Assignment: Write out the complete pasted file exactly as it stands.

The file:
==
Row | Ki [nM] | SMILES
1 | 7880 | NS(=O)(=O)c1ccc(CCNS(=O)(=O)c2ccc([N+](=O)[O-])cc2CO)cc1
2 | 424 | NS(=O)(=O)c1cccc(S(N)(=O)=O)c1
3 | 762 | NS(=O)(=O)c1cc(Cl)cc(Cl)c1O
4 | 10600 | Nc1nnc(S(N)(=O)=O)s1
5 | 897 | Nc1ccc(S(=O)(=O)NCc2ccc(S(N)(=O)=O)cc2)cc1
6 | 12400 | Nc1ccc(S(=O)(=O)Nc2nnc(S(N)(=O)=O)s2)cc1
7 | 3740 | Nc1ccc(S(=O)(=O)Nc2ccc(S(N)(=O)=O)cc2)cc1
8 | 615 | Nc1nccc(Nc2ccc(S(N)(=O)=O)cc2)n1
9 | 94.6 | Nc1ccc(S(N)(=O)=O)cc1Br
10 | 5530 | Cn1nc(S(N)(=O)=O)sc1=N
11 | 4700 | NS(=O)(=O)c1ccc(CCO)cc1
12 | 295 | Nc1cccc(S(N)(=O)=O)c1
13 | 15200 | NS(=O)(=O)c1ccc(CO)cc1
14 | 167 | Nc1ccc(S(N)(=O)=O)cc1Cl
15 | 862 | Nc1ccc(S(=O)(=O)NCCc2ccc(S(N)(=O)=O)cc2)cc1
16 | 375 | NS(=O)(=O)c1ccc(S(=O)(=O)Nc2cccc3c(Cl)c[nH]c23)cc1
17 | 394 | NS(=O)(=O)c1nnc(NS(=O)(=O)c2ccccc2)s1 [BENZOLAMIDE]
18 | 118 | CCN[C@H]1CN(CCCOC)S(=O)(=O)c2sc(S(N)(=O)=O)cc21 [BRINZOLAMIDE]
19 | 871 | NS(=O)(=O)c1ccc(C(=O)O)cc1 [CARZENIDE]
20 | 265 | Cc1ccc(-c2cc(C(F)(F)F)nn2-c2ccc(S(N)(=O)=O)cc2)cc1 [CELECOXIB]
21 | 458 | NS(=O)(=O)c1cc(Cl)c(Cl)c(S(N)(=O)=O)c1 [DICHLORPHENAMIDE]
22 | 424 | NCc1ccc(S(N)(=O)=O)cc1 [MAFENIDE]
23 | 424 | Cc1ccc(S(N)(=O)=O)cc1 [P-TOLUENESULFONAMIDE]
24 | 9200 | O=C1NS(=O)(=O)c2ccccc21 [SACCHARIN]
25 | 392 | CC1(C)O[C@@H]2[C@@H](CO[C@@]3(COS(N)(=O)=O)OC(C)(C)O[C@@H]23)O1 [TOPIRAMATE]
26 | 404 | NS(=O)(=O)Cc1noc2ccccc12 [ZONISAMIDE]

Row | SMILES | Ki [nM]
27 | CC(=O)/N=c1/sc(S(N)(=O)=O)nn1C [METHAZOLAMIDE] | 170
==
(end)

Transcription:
Row | Ki [nM] | SMILES
1 | 7880 | NS(=O)(=O)c1ccc(CCNS(=O)(=O)c2ccc([N+](=O)[O-])cc2CO)cc1
2 | 424 | NS(=O)(=O)c1cccc(S(N)(=O)=O)c1
3 | 762 | NS(=O)(=O)c1cc(Cl)cc(Cl)c1O
4 | 10600 | Nc1nnc(S(N)(=O)=O)s1
5 | 897 | Nc1ccc(S(=O)(=O)NCc2ccc(S(N)(=O)=O)cc2)cc1
6 | 12400 | Nc1ccc(S(=O)(=O)Nc2nnc(S(N)(=O)=O)s2)cc1
7 | 3740 | Nc1ccc(S(=O)(=O)Nc2ccc(S(N)(=O)=O)cc2)cc1
8 | 615 | Nc1nccc(Nc2ccc(S(N)(=O)=O)cc2)n1
9 | 94.6 | Nc1ccc(S(N)(=O)=O)cc1Br
10 | 5530 | Cn1nc(S(N)(=O)=O)sc1=N
11 | 4700 | NS(=O)(=O)c1ccc(CCO)cc1
12 | 295 | Nc1cccc(S(N)(=O)=O)c1
13 | 15200 | NS(=O)(=O)c1ccc(CO)cc1
14 | 167 | Nc1ccc(S(N)(=O)=O)cc1Cl
15 | 862 | Nc1ccc(S(=O)(=O)NCCc2ccc(S(N)(=O)=O)cc2)cc1
16 | 375 | NS(=O)(=O)c1ccc(S(=O)(=O)Nc2cccc3c(Cl)c[nH]c23)cc1
17 | 394 | NS(=O)(=O)c1nnc(NS(=O)(=O)c2ccccc2)s1 [BENZOLAMIDE]
18 | 118 | CCN[C@H]1CN(CCCOC)S(=O)(=O)c2sc(S(N)(=O)=O)cc21 [BRINZOLAMIDE]
19 | 871 | NS(=O)(=O)c1ccc(C(=O)O)cc1 [CARZENIDE]
20 | 265 | Cc1ccc(-c2cc(C(F)(F)F)nn2-c2ccc(S(N)(=O)=O)cc2)cc1 [CELECOXIB]
21 | 458 | NS(=O)(=O)c1cc(Cl)c(Cl)c(S(N)(=O)=O)c1 [DICHLORPHENAMIDE]
22 | 424 | NCc1ccc(S(N)(=O)=O)cc1 [MAFENIDE]
23 | 424 | Cc1ccc(S(N)(=O)=O)cc1 [P-TOLUENESULFONAMIDE]
24 | 9200 | O=C1NS(=O)(=O)c2ccccc21 [SACCHARIN]
25 | 392 | CC1(C)O[C@@H]2[C@@H](CO[C@@]3(COS(N)(=O)=O)OC(C)(C)O[C@@H]23)O1 [TOPIRAMATE]
26 | 404 | NS(=O)(=O)Cc1noc2ccccc12 [ZONISAMIDE]

Row | SMILES | Ki [nM]
27 | CC(=O)/N=c1/sc(S(N)(=O)=O)nn1C [METHAZOLAMIDE] | 170